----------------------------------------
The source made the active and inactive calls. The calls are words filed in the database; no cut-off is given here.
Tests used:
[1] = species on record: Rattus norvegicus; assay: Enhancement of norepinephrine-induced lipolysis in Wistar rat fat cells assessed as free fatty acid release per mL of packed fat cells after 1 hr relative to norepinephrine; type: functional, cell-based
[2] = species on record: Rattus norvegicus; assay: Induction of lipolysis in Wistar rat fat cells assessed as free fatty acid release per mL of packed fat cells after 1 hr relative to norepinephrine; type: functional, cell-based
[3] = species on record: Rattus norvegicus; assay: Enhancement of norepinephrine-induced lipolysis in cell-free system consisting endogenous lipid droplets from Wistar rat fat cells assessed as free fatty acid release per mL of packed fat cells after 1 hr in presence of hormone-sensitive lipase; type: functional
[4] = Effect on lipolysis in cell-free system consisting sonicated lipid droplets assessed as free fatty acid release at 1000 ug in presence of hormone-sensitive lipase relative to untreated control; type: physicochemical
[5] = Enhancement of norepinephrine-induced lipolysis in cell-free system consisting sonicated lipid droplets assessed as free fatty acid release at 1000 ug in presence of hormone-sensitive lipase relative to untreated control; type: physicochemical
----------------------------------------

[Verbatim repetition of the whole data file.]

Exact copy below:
The source made the active and inactive calls. The calls are words filed in the database; no cut-off is given here.
Tests used:
[1] = species on record: Rattus norvegicus; assay: Enhancement of norepinephrine-induced lipolysis in Wistar rat fat cells assessed as free fatty acid release per mL of packed fat cells after 1 hr relative to norepinephrine; type: functional, cell-based
[2] = species on record: Rattus norvegicus; assay: Induction of lipolysis in Wistar rat fat cells assessed as free fatty acid release per mL of packed fat cells after 1 hr relative to norepinephrine; type: functional, cell-based
[3] = species on record: Rattus norvegicus; assay: Enhancement of norepinephrine-induced lipolysis in cell-free system consisting endogenous lipid droplets from Wistar rat fat cells assessed as free fatty acid release per mL of packed fat cells after 1 hr in presence of hormone-sensitive lipase; type: functional
[4] = Effect on lipolysis in cell-free system consisting sonicated lipid droplets assessed as free fatty acid release at 1000 ug in presence of hormone-sensitive lipase relative to untreated control; type: physicochemical
[5] = Enhancement of norepinephrine-induced lipolysis in cell-free system consisting sonicated lipid droplets assessed as free fatty acid release at 1000 ug in presence of hormone-sensitive lipase relative to untreated control; type: physicochemical